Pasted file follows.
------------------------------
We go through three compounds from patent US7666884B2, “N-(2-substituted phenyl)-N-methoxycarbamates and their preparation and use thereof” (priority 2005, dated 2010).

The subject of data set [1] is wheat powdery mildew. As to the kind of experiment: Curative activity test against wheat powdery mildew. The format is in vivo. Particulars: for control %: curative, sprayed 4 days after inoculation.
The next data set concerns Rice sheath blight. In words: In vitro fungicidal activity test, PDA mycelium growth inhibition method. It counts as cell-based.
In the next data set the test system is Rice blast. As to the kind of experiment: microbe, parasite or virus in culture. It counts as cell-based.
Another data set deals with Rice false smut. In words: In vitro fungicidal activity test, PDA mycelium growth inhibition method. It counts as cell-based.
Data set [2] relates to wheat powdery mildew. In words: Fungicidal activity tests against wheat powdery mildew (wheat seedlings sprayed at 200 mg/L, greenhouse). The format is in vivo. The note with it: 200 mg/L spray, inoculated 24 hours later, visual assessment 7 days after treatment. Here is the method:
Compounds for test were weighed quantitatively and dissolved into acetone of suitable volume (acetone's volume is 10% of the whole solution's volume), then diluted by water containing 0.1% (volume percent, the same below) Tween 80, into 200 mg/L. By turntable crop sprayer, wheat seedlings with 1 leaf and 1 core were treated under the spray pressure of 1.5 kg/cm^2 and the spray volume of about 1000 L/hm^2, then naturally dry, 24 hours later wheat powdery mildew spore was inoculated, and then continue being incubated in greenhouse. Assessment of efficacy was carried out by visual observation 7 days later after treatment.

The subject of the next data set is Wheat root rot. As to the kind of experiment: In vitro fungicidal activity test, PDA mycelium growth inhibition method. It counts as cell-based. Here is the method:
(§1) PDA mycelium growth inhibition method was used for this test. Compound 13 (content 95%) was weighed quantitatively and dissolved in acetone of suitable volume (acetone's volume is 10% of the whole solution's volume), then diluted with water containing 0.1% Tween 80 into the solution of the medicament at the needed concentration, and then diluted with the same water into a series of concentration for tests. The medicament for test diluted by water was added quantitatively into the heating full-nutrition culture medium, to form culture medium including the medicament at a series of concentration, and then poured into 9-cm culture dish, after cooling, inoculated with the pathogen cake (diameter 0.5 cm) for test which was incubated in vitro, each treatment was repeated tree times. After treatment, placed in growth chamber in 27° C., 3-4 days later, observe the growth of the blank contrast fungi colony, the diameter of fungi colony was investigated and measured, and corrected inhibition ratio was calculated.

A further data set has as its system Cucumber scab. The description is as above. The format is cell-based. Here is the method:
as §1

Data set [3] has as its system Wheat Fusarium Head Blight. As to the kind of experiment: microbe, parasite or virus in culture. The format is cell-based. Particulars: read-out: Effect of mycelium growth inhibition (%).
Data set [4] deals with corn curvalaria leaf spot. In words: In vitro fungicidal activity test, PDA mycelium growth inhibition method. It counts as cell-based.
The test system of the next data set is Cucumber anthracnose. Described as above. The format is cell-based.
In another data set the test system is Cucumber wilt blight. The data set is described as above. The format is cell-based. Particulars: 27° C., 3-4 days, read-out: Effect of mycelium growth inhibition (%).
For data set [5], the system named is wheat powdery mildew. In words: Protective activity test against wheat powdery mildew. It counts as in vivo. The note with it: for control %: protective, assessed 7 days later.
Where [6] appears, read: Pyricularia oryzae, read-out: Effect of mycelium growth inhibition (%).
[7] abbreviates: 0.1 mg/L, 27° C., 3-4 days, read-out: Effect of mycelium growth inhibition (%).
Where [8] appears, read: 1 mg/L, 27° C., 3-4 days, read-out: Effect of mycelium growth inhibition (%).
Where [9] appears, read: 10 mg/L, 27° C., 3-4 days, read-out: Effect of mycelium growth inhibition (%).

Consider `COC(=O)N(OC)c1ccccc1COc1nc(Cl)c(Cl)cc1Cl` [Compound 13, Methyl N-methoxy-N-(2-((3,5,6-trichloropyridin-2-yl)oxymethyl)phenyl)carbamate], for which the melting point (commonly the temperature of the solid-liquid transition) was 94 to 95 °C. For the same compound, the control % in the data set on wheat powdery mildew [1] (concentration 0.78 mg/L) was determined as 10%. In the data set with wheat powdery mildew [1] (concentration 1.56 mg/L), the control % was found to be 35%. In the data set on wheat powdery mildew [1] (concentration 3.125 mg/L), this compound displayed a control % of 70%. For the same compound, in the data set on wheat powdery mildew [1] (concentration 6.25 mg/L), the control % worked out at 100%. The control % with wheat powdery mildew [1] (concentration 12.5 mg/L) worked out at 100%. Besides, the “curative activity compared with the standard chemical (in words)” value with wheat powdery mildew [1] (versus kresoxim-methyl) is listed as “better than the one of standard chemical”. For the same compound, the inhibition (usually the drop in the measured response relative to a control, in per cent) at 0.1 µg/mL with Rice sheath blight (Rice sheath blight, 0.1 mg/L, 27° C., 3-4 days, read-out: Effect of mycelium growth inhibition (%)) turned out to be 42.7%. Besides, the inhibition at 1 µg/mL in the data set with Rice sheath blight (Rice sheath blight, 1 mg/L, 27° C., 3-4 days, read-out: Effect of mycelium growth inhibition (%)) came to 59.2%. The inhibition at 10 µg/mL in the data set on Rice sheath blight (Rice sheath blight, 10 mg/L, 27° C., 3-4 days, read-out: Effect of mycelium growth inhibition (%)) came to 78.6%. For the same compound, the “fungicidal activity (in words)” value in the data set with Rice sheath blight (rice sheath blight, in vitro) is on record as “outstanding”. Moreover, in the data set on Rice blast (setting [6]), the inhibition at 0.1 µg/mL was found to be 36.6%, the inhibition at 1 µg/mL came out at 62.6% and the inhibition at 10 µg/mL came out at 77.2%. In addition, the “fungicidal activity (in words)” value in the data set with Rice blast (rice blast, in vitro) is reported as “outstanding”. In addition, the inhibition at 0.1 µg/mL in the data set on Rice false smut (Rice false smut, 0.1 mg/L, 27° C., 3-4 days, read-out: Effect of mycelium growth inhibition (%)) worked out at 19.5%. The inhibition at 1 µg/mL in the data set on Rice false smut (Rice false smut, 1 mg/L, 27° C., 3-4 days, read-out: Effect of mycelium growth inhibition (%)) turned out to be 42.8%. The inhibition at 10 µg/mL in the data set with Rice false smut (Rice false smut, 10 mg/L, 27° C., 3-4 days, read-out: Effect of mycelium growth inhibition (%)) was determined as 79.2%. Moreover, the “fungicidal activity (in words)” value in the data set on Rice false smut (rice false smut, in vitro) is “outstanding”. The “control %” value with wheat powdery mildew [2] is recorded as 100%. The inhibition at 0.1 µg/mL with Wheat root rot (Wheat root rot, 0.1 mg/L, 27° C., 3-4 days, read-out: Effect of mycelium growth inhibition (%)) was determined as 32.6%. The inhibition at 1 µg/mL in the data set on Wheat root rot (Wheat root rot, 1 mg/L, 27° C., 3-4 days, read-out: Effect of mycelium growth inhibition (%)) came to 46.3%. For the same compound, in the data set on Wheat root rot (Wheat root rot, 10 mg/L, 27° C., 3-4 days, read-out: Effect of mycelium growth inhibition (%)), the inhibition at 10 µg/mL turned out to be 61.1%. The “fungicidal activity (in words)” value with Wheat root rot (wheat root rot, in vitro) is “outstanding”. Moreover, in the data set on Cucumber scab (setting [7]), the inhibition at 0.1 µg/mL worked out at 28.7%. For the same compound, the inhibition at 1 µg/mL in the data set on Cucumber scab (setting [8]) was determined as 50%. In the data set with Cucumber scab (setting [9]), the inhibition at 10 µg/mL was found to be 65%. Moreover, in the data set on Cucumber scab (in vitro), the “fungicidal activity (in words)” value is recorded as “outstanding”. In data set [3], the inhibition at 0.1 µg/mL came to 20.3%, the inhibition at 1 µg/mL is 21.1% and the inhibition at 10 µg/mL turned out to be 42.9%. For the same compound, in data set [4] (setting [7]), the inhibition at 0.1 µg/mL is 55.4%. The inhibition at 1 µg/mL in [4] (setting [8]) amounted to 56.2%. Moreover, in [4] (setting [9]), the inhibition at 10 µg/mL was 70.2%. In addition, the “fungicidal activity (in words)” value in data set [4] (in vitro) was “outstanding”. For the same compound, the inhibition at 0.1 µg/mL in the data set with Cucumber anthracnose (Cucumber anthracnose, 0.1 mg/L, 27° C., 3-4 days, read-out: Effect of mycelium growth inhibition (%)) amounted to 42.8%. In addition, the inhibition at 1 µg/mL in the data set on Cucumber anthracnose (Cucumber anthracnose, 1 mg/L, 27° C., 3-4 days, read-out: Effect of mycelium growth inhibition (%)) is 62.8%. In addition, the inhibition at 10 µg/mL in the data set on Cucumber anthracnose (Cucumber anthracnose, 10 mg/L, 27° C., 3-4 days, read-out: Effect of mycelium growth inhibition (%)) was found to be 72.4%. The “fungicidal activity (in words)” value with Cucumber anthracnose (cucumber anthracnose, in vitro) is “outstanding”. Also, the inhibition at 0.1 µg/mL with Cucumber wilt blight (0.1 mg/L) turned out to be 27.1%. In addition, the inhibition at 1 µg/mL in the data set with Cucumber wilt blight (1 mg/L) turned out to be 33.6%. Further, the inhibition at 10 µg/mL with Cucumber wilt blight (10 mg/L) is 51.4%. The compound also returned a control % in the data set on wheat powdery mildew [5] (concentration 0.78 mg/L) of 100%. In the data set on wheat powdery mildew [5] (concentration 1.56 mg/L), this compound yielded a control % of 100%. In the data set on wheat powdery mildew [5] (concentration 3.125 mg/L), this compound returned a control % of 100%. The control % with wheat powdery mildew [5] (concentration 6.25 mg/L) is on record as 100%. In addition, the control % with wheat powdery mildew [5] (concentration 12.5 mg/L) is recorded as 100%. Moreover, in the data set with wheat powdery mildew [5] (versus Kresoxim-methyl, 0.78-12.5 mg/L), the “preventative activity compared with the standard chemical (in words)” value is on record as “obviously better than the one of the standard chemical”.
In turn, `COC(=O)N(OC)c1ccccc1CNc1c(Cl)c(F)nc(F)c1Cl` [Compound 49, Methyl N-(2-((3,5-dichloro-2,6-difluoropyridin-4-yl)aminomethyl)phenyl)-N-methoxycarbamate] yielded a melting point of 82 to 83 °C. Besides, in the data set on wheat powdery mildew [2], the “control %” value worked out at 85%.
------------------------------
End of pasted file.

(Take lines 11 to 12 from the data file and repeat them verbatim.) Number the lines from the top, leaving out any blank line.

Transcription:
as §1

Data set [3] has as its system Wheat Fusarium Head Blight. As to the kind of experiment: microbe, parasite or virus in culture. The format is cell-based. Particulars: read-out: Effect of mycelium growth inhibition (%).